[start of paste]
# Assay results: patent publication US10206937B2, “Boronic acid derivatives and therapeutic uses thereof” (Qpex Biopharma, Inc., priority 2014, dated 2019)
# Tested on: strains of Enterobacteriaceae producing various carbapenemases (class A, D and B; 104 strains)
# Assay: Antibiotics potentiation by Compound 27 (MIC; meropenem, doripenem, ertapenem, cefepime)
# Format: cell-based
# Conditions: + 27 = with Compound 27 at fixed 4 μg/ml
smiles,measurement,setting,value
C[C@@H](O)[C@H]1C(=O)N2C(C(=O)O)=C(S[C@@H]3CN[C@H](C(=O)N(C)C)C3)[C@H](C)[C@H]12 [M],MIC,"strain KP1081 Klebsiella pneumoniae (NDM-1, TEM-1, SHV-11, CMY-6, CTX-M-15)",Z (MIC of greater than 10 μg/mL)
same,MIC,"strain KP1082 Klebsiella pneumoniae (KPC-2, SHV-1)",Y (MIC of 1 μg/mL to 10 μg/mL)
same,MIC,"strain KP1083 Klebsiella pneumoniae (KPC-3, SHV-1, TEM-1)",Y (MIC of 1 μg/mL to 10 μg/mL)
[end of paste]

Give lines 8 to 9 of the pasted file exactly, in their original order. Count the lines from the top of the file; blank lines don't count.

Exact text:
same,MIC,"strain KP1082 Klebsiella pneumoniae (KPC-2, SHV-1)",Y (MIC of 1 μg/mL to 10 μg/mL)
same,MIC,"strain KP1083 Klebsiella pneumoniae (KPC-3, SHV-1, TEM-1)",Y (MIC of 1 μg/mL to 10 μg/mL)